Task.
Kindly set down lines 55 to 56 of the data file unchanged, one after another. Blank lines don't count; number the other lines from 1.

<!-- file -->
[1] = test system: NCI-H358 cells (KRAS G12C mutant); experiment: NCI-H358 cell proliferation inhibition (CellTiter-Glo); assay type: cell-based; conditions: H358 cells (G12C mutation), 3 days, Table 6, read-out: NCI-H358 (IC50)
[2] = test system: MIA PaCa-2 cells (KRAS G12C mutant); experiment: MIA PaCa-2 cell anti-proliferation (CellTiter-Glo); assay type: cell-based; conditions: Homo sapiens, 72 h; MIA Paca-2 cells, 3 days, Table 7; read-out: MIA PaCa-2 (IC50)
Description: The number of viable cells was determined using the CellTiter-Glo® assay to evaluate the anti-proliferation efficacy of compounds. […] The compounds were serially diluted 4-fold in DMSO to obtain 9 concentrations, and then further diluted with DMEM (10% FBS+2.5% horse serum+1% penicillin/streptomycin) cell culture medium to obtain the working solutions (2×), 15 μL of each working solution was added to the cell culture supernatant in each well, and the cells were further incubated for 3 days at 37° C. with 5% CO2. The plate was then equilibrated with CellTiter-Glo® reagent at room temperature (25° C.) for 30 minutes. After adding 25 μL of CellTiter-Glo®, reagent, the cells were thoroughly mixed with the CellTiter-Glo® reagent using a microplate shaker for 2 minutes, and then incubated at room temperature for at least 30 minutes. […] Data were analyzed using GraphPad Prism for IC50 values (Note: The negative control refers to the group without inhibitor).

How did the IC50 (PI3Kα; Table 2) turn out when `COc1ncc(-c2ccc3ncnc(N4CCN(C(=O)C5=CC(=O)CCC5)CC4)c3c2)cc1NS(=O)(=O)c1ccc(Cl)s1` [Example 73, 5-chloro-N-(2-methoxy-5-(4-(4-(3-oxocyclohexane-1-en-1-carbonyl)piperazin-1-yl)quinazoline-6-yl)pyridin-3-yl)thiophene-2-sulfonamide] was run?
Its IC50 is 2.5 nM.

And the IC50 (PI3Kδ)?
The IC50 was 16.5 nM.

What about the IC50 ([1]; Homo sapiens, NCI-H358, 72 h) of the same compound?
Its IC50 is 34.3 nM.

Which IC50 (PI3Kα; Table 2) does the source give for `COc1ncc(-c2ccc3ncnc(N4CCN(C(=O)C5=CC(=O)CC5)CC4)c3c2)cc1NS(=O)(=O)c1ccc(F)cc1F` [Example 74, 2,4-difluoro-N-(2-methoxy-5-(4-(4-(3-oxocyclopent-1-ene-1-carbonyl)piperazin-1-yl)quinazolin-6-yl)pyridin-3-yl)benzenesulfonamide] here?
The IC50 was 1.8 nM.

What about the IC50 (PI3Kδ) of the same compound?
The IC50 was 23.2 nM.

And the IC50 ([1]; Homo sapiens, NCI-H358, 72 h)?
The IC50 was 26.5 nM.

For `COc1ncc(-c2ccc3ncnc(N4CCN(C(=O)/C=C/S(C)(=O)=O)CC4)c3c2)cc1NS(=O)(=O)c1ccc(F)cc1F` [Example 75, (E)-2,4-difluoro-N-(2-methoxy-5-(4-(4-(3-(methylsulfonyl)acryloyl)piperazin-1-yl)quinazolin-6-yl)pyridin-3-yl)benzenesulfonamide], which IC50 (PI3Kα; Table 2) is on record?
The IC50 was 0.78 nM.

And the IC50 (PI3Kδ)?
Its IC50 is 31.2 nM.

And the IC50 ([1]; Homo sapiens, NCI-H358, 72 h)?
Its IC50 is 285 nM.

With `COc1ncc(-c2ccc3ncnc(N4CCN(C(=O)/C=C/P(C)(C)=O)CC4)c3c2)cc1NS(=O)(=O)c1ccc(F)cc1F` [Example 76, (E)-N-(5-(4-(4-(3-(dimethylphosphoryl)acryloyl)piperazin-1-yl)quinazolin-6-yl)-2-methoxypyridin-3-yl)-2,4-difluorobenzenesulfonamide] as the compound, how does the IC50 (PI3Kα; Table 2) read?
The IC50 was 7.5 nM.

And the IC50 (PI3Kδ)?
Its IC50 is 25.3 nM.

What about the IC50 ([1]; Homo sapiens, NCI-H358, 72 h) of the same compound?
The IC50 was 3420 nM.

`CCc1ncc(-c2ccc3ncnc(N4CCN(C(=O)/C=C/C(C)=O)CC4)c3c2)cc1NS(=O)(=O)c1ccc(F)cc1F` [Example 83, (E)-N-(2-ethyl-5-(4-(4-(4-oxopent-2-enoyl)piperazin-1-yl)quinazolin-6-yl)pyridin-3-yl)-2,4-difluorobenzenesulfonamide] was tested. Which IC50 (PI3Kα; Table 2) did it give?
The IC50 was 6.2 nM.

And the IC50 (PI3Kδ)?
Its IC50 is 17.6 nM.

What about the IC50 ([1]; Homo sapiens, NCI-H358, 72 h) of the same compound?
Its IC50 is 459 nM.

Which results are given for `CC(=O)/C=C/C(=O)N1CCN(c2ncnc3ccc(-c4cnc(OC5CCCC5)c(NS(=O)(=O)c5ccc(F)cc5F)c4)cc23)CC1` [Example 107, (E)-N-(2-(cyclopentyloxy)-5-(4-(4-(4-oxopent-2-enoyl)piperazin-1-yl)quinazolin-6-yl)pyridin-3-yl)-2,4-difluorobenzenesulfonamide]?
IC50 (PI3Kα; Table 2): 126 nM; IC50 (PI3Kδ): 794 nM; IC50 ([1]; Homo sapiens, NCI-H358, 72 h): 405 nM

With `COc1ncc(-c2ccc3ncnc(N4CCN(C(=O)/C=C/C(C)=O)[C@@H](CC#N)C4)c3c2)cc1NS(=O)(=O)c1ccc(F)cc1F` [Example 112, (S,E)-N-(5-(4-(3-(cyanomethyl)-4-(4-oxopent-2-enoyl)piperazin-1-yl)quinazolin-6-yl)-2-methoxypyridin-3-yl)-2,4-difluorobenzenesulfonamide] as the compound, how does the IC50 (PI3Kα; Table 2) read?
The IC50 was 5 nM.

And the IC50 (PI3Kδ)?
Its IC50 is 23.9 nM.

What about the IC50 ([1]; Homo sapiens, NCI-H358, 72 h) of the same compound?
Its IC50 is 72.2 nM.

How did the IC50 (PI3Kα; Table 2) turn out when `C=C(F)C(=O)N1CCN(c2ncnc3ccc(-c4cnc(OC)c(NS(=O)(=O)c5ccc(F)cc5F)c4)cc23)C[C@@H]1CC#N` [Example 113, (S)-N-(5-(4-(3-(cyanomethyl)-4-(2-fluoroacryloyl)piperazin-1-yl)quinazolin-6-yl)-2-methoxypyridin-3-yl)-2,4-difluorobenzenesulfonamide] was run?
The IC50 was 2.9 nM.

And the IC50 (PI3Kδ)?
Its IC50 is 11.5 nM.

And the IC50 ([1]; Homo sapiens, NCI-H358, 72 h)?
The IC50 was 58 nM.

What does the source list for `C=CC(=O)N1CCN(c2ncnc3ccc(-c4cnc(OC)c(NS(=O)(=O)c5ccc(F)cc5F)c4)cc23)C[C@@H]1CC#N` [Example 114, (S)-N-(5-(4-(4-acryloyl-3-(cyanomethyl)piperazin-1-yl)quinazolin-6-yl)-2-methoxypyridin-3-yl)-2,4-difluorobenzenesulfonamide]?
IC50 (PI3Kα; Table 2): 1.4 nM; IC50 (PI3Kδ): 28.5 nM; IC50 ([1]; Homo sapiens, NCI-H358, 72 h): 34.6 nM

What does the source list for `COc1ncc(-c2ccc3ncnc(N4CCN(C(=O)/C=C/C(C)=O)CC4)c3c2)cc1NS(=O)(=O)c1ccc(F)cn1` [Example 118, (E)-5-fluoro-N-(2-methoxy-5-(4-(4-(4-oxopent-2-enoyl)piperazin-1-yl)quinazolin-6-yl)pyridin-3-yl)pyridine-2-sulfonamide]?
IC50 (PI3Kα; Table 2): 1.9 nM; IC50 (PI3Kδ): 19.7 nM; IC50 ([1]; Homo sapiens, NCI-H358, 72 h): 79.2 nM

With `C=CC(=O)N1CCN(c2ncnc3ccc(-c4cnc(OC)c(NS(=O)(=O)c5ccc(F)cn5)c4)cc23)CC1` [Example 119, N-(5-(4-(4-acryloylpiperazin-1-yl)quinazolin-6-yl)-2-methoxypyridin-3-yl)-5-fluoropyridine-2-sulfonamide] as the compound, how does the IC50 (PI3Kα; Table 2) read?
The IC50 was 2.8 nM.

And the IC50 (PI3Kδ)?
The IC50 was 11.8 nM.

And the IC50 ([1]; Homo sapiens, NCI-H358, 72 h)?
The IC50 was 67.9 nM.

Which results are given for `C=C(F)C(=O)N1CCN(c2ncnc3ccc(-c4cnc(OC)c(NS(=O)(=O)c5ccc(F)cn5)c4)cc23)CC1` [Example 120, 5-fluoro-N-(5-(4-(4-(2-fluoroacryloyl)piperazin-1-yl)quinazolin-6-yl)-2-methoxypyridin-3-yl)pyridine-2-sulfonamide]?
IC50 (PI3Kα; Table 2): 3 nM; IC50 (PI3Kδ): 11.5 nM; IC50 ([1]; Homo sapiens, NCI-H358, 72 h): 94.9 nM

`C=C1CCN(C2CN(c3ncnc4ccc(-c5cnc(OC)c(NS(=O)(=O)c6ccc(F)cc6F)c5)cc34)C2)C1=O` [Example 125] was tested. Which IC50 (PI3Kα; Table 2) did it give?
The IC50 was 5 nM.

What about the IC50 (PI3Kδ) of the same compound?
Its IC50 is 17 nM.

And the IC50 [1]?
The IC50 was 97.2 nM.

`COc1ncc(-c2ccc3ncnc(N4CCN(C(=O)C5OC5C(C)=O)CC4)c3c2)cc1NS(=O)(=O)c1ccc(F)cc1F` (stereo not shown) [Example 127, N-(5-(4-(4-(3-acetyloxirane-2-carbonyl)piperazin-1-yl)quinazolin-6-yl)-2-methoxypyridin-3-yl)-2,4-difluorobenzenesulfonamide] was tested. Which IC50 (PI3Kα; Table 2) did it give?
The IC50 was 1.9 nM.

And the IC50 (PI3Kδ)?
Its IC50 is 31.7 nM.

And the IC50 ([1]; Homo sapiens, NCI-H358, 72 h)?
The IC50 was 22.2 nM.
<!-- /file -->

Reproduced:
The IC50 was 11.8 nM.

And the IC50 ([1]; Homo sapiens, NCI-H358, 72 h)?